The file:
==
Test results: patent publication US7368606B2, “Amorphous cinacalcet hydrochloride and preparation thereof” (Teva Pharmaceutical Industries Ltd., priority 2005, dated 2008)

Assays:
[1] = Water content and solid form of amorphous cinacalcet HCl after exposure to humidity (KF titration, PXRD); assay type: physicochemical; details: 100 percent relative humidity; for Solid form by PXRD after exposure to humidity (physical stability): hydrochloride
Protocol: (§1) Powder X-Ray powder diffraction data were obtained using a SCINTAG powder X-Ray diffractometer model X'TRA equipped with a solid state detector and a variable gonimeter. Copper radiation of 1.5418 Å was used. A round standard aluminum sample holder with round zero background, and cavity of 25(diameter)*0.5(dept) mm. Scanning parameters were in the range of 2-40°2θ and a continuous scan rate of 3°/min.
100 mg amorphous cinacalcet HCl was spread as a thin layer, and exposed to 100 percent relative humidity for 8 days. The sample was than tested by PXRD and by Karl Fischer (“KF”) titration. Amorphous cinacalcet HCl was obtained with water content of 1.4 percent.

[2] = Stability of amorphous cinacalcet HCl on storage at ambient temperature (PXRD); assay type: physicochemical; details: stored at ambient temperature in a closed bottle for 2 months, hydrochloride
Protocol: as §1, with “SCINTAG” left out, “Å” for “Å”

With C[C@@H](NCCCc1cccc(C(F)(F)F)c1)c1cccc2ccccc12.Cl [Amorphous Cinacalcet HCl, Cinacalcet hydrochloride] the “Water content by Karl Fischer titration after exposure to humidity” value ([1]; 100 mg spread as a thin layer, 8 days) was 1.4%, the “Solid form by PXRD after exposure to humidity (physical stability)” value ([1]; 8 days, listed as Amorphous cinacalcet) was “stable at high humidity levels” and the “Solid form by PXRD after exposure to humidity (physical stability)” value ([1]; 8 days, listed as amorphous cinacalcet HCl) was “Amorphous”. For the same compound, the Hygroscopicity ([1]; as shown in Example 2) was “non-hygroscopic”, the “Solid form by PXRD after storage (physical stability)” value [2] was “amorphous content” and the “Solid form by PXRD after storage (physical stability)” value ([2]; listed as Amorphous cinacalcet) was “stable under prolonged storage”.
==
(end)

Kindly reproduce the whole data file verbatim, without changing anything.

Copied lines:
Test results: patent publication US7368606B2, “Amorphous cinacalcet hydrochloride and preparation thereof” (Teva Pharmaceutical Industries Ltd., priority 2005, dated 2008)

Assays:
[1] = Water content and solid form of amorphous cinacalcet HCl after exposure to humidity (KF titration, PXRD); assay type: physicochemical; details: 100 percent relative humidity; for Solid form by PXRD after exposure to humidity (physical stability): hydrochloride
Protocol: (§1) Powder X-Ray powder diffraction data were obtained using a SCINTAG powder X-Ray diffractometer model X'TRA equipped with a solid state detector and a variable gonimeter. Copper radiation of 1.5418 Å was used. A round standard aluminum sample holder with round zero background, and cavity of 25(diameter)*0.5(dept) mm. Scanning parameters were in the range of 2-40°2θ and a continuous scan rate of 3°/min.
100 mg amorphous cinacalcet HCl was spread as a thin layer, and exposed to 100 percent relative humidity for 8 days. The sample was than tested by PXRD and by Karl Fischer (“KF”) titration. Amorphous cinacalcet HCl was obtained with water content of 1.4 percent.

[2] = Stability of amorphous cinacalcet HCl on storage at ambient temperature (PXRD); assay type: physicochemical; details: stored at ambient temperature in a closed bottle for 2 months, hydrochloride
Protocol: as §1, with “SCINTAG” left out, “Å” for “Å”

With C[C@@H](NCCCc1cccc(C(F)(F)F)c1)c1cccc2ccccc12.Cl [Amorphous Cinacalcet HCl, Cinacalcet hydrochloride] the “Water content by Karl Fischer titration after exposure to humidity” value ([1]; 100 mg spread as a thin layer, 8 days) was 1.4%, the “Solid form by PXRD after exposure to humidity (physical stability)” value ([1]; 8 days, listed as Amorphous cinacalcet) was “stable at high humidity levels” and the “Solid form by PXRD after exposure to humidity (physical stability)” value ([1]; 8 days, listed as amorphous cinacalcet HCl) was “Amorphous”. For the same compound, the Hygroscopicity ([1]; as shown in Example 2) was “non-hygroscopic”, the “Solid form by PXRD after storage (physical stability)” value [2] was “amorphous content” and the “Solid form by PXRD after storage (physical stability)” value ([2]; listed as Amorphous cinacalcet) was “stable under prolonged storage”.